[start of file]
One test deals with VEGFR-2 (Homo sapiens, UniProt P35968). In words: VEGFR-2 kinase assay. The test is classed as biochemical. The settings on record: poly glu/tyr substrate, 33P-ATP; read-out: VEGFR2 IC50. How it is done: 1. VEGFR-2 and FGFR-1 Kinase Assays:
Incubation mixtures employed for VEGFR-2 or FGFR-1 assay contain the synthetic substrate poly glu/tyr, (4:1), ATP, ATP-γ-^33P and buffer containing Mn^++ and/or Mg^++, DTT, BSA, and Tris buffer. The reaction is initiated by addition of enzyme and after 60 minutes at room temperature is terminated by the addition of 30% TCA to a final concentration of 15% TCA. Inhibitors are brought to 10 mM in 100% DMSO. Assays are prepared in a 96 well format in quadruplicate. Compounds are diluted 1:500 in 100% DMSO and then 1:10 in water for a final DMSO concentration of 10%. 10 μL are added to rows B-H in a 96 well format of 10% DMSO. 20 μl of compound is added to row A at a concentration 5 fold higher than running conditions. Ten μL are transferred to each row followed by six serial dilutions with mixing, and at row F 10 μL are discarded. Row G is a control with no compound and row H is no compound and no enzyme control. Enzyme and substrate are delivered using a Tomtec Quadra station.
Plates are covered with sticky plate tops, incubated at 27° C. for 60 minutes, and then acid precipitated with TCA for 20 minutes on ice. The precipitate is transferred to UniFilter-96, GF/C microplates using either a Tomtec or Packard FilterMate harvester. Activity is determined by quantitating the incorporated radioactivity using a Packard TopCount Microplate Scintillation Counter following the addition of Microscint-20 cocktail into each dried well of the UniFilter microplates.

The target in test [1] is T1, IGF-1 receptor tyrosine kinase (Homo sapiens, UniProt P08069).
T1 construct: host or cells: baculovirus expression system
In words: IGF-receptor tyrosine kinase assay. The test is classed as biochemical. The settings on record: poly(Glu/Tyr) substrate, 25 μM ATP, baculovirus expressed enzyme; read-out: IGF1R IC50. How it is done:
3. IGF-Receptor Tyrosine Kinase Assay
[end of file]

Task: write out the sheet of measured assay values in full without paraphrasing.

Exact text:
One test deals with VEGFR-2 (Homo sapiens, UniProt P35968). In words: VEGFR-2 kinase assay. The test is classed as biochemical. The settings on record: poly glu/tyr substrate, 33P-ATP; read-out: VEGFR2 IC50. How it is done: 1. VEGFR-2 and FGFR-1 Kinase Assays:
Incubation mixtures employed for VEGFR-2 or FGFR-1 assay contain the synthetic substrate poly glu/tyr, (4:1), ATP, ATP-γ-^33P and buffer containing Mn^++ and/or Mg^++, DTT, BSA, and Tris buffer. The reaction is initiated by addition of enzyme and after 60 minutes at room temperature is terminated by the addition of 30% TCA to a final concentration of 15% TCA. Inhibitors are brought to 10 mM in 100% DMSO. Assays are prepared in a 96 well format in quadruplicate. Compounds are diluted 1:500 in 100% DMSO and then 1:10 in water for a final DMSO concentration of 10%. 10 μL are added to rows B-H in a 96 well format of 10% DMSO. 20 μl of compound is added to row A at a concentration 5 fold higher than running conditions. Ten μL are transferred to each row followed by six serial dilutions with mixing, and at row F 10 μL are discarded. Row G is a control with no compound and row H is no compound and no enzyme control. Enzyme and substrate are delivered using a Tomtec Quadra station.
Plates are covered with sticky plate tops, incubated at 27° C. for 60 minutes, and then acid precipitated with TCA for 20 minutes on ice. The precipitate is transferred to UniFilter-96, GF/C microplates using either a Tomtec or Packard FilterMate harvester. Activity is determined by quantitating the incorporated radioactivity using a Packard TopCount Microplate Scintillation Counter following the addition of Microscint-20 cocktail into each dried well of the UniFilter microplates.

The target in test [1] is T1, IGF-1 receptor tyrosine kinase (Homo sapiens, UniProt P08069).
T1 construct: host or cells: baculovirus expression system
In words: IGF-receptor tyrosine kinase assay. The test is classed as biochemical. The settings on record: poly(Glu/Tyr) substrate, 25 μM ATP, baculovirus expressed enzyme; read-out: IGF1R IC50. How it is done:
3. IGF-Receptor Tyrosine Kinase Assay